Edward Francis Wilson
- Bats Left, Throws Left
- Height 5' 11", Weight 165 lb.
- School College of the Holy Cross
- Debut June 21, 1936
- Final Game October 2, 1937
- Born September 7, 1909 in Hamden, CT USA
- Died April 11, 1979 in Hamden, CT USA
Eddie Wilson was an outfielder for 14 years (1928-1941) - two in college (1928-1929), two in the Majors (1936-1937) and 13 in the minors (1929-1941). He graduated from High School in 1928 at age 18. He then attended the College of the Holy Cross (1928-1936), where he earned his degree in education.
He broke into Organized Baseball in 1929 at age 19 and played with New Haven in the Eastern League, hitting .248/~.364/.344 with 73 walks. That year, he also appeared for the Baltimore Orioles in the International League, batting .290 in eight contests. He spent the next year with the Henderson Gamecocks in the Piedmont League and posted a .313 average.
Moving up to the New York-Pennsylvania League's York White Roses, Wilson hit .279 in 1931. After a .267 campaign for the 1932 Charlotte Hornets in the Piedmont League, Wilson played in 1933 for the Springfield in the Middle Atlantic League and hit .337/~.436/.503 with 25 stolen bases in 30 attempts, 10 homers and 58 RBI.
Wilson's next stop was the Hazleton Mountaineers (NYP). He hit .315 with 91 RBI for them in 1934 and .319 with nine home runs and 84 RBI at age 25 the next year. His next team was also in the New York-Penn League - the 1936 Allentown Brooks (.304).
Wilson was 26 years old when he broke into the big leagues on June 21, 1936, with the Brooklyn Dodgers. Despite showing surprisingly impressive offensive skills (.347/.402/.457 with 60 hits, 28 runs, 8 doubles, 1 triples, 3 home runs, 25 RBI and 3 stolen bases in 52 games), he was unable to make the team the next year, he was sent down to the Jersey City Giants in the International League (.232/~.322/.331) and was recalled by Brooklyn where he played his final MLB game on October 2, 1937 at age 28. His second stint in the majors had not been as good as his first as he managed only a .222/.408/.389 line.
On August 26, 1936, Wilson, batting .347 for the Dodgers, was hit in the head by a pitch from Mace Brown of Pittsburgh. Wilson was rushed to St. John's hospital in Pittsburgh where he was diagnosed with a fractured skull. This ended his 1936 season and may explain why his career went into a downward spiral afterward.
He returned to the minors with the Portland Beavers of the Pacific Coast League (1938-1939, hitting .272 the first year and .283 the next), the Salem Senators in the Western International League (.338 in 1940), the Chattanooga Lookouts of the Southern Association (.128 the same year), Portland again (.182 in limited time in 1941) and the Wenatchee Chiefs in the Western International League (.274, also in '41), ending his baseball career at age 32.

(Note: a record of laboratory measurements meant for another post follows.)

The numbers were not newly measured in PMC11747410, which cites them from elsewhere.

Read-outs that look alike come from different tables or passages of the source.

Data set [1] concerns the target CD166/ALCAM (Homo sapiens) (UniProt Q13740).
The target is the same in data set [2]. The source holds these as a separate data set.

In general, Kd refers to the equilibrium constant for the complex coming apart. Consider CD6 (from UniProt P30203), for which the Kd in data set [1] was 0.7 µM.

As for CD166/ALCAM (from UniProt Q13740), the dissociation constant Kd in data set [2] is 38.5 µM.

Overall in MLB, he had 72 hits, 39 runs, 12 doubles, 2 triples, 4 home runs, 33 RBI and 4 stolen bases at (.317/.404/.389] in 88 games. Overall in the minors, he had 66 home runs and 620 RBI.
Wilson served in the U.S. Merchant Marines during World War II (BN). He was a school teacher. He died at age 69 at Hilltop House in Hamden, CT on April 11, 1979 and is buried at St. Lawrence Cemetery in West Haven, CT.
Principal sources for Eddie Wilson include newspaper obituaries (OB), government Veteran records (VA,CM,CW), Stars & Stripes (S&S), Sporting Life (SL), The Sporting News (TSN), The Sports Encyclopedia:Baseball 2006 by David Neft & Richard Cohen (N&C), old Who's Who in Baseballs (none) (WW), old Baseball Registers (none) (BR) , old Daguerreotypes by TSN (none) (DAG), Stars&Stripes (S&S), The Baseball Necrology by Bill Lee (BN), Pat Doyle's Professional Ballplayer DataBase (PD), The Baseball Library (BL), Baseball in World War II Europe by Gary Bedingfield (GB) ; The Pacific Coast League: A Statistical History, 1903-1957 by Dennis Snelling; The Southern Association in Baseball, 1885-1961 by Marshall D. Wright; The International League: Year-by-year Statistics, 1884-1953 by Marshall D. Wright; and independent research by Walter Kephart (WK) and Frank Russo (FR) and others.